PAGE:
Entrepreneurial learning is a field that has emerged at the intersection of entrepreneurship studies and organisational learning in the past decade. I’ve become interested in this area because my current research is partly a study of entrepreneurial peer-learning groups. While the majority of this literature considers entrepreneurial learning as a cognitive activity (see my recent literature review), there have also been attempts in recent years to consider the role of artefacts in the organisational learning of small firms, such as Jones, O., Macpherson, A., et al. (2010) “Learning in Owner-Managed Small Firms: Mediating Artefacts and Strategic Space” and Macpherson, A., Kofinas, A., et al. (2010) “Making Sense of Mediated Learning: Cases from Small Firms.”
The Entrepreneurship Special Interest Group at the British Academy of Management is putting on a research seminar entitled “Entrepreneurial Learning and Education: From Theory to Practice,” with contributions, among others, by the above-mentioned Ossie Jones, so the above topic of the role of objects in learning is likely to come up. I’m planning to go to this one. Here are the details:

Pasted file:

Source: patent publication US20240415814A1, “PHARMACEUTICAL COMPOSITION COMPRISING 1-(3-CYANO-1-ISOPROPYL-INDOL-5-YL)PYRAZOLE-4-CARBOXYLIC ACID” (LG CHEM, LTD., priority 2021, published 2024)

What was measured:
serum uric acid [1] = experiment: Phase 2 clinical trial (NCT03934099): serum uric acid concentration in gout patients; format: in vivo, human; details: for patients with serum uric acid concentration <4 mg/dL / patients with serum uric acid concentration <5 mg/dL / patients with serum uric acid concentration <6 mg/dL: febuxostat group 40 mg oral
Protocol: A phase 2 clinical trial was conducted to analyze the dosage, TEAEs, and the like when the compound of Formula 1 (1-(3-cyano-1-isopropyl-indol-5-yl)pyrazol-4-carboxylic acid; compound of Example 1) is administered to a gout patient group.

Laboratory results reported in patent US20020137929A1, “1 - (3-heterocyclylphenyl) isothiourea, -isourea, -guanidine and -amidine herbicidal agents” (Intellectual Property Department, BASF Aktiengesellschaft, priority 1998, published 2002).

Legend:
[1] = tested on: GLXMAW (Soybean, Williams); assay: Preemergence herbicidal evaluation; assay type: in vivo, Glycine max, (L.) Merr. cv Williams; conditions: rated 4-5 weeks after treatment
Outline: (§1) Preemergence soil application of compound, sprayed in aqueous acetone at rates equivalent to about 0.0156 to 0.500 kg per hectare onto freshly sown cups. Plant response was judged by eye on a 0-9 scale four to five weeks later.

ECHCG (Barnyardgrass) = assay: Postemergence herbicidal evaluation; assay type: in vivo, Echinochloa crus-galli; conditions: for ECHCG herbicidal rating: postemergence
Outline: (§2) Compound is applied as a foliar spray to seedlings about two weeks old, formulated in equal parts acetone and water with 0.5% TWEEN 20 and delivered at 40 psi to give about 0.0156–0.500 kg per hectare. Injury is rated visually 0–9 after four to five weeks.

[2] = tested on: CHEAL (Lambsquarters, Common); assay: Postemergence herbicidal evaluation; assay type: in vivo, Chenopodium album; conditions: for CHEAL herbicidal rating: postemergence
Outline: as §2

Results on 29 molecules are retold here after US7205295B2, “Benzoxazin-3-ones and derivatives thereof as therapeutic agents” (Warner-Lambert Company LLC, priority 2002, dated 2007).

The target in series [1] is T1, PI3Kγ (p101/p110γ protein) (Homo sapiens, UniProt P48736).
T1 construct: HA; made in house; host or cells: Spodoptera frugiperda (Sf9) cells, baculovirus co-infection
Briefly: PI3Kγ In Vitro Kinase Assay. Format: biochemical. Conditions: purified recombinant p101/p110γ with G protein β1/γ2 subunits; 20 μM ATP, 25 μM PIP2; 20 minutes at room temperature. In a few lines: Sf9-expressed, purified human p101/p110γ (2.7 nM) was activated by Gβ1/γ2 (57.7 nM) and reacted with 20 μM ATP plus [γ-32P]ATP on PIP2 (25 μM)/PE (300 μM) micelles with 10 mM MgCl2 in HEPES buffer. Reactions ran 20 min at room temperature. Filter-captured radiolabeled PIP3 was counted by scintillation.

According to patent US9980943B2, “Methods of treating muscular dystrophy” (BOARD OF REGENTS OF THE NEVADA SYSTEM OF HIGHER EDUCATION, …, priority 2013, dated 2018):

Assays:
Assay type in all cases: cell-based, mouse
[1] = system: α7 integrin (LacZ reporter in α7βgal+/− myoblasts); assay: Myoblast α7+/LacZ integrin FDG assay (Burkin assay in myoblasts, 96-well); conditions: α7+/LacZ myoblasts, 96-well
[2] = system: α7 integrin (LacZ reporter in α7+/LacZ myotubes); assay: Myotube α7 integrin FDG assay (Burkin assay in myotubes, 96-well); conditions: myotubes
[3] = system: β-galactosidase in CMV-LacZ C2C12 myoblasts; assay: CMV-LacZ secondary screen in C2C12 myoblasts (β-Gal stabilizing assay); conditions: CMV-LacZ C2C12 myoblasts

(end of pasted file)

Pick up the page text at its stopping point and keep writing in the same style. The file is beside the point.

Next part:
Entrepreneurial learning and education are vital enablers for enterprise and innovation. The need for universities to teach students how to be entrepreneurial, seize opportunities, and turn ideas into action is at the top of national education agenda. There is also an increasing interest in scholarly research on entrepreneurial learning in the past decade. Understanding what and how entrepreneurs learn not only helps to advance entrepreneurship as a field, but also helps us to reflect on entrepreneurial education. This seminar will seek to identify themes of past research and challenges for the future. It will also engage in the discussion and debate on how to link entrepreneurship theory with practice and experience, as well as the role of academics in entrepreneurship education.
27th May 2011, 1.30pm-5.10pm, University of Westminster, London